City of Forks pays $1M to family of Quileute inmate who reported sexual abuse, then died by suicide

The City of Forks will pay $1 million to the family of a Quileute woman who died by suicide in jail, after reporting she was sexually abused by a corrections officer.

The city reached the settlement with the family of Kimberly Bender last week, which was approved by Forks City Council late Monday night, the family's attorney said. Bender took her own life after reporting her abuse at the hands of Officer John Gray, who was convicted in 2020 of sexually assaulting several other inmates.

According to court documents, Bender struggled with opioid addiction starting at age 13—which the U.S. District Court said is not uncommon in Clallam County.

Bender was booked into the City of Forks Jail at least a half-dozen times in her teens, and in 2014 was placed on suicide watch after correctional staff learned she once attempted suicide. She was booked again in Aug. 2015 and disclosed an even more recent suicide attempt to medical staff.

When Bender was again booked into the jail in July 2019, she was reportedly sexually accosted by Ofc. Gray.

According to court documents, Gray had a history of sexually harassing, sexually assaulting or sexual misconduct with inmates. In July 2019, a fellow corrections officers reported seeing Gray standing in the doorway of a changing room while an inmate was changing, and in another instance, an inmate reported seeing Gray having sex with another inmate.

Gray was reported to supervisors and other officers, but officials—all the way up to the city administrative level—dragged their heels to investigate him, the court determined.

The extent of Gray's sexual misconduct was covered up; his supervisor "kind of swept it under the carpet because [he] was such a hard worker," court documents say. He at one point was fired from a Department of Corrections job in 2018 for sexual harassment, but was reinstated months later following a union grievance.

Despite his record, hiring managers found no "disqualifier for employment" when they hired him at Forks Jail.

Bender was booked into jail again on Nov. 5, 2019. Four days later, she spoke on the phone with her mother and was overheard telling her she was felt suicidal, but staff did not attempt any kind of intervention.

On Nov. 15, she attempted suicide and was brought to medical staff for evaluation, then shortly after prescribed Seroquel and Clonidine.

The next day, she told a Forks Police officer she had been sexually harassed by Gray, who reportedly checked on her two to three times a night, calling her 'princess,' making sexually suggestive comments about her inhaler or prescription medications.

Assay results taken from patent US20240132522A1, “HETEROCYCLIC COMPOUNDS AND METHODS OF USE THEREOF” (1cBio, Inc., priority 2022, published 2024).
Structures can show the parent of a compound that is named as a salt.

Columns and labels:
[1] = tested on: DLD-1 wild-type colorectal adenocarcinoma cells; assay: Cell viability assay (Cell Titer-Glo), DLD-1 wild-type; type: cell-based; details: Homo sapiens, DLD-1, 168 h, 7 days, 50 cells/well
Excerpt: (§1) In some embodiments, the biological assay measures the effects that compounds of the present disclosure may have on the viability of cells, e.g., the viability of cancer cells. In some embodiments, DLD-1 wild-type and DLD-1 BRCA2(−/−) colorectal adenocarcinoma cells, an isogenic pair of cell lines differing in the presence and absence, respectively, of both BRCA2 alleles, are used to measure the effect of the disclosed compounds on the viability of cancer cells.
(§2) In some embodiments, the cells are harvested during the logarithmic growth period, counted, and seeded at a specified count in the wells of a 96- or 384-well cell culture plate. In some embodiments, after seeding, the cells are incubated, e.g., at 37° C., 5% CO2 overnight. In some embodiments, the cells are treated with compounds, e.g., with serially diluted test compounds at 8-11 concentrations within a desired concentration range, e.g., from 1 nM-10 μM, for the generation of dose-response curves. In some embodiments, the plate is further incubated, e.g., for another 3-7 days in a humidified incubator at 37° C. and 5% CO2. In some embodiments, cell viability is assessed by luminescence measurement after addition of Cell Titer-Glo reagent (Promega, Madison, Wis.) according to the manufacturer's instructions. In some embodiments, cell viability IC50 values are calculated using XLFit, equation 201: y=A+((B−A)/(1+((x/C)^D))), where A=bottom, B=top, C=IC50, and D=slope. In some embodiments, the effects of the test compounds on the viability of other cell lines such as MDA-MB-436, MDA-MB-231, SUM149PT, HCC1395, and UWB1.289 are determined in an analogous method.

Gray was terminated on Nov. 18, 2019 following a probationary period.

Officers were given after-care instructions, but did not appear to follow them, court documents say. They also found Bender's allegations against Gray "unsubstantiated."

Bender requested mental health crisis counseling that same day, but jail staff neglected to provide any information on suicide attempts or ideation to her counselor. Officers told the court they "didn't think she was serious about it" and that "she was just calling for attention."

A later toxicology report found Bender had not been given her prescribed daily Seroquel and Clonidine on Dec. 3 or Dec. 6.

According to court documents, the jail has strict guidelines for checking inmates on suicide watch, patrolling by their cells every 15 minutes, as well as having adequate corrections staff every shift.

On Dec. 7, 2019, a records clerk was covering the jail alone, as the supervisor "had a medical appointment in Port Angeles," court docs say.

Bender reportedly had an emotional conversation with her mother on the phone, then was sent back to her cell at 3:57 p.m. At 6 p.m., the clerk called Bender to dinner, but she did not respond. Due to a recent attack on a staff member, the records clerk said she could not go and physically check Bender's cell, so she relied on the jail's camera system.

Another corrections officer checked her cell at 6:50 p.m., where he found her dead by suicide.

Court documents say authorities who investigated the suicide determined Bender "did not give any indication that she was suicidal and she was not on suicide watch." An internal investigation was promised but never materialized, the court said.

After Bender's suicide, an investigation confirmed Gray had sexually assaulted five inmates over the course of five months in 2019. In at least one case, Gray sexually assaulted a woman and then paid her $200 bail.

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Following the settlement, Bender's family's legal team shared the following statement:

"Kimberly’s life mattered. Like many, she suffered affliction and addiction. Her hurt and suffering as a young Indigenous woman made her more, not less, human. Nobody in the City of Forks’ custody and care should ever be dehumanized. Kimberly’s family hopes Forks will take greater efforts to honor and protect the lives of incarcerated women and Indigenous people."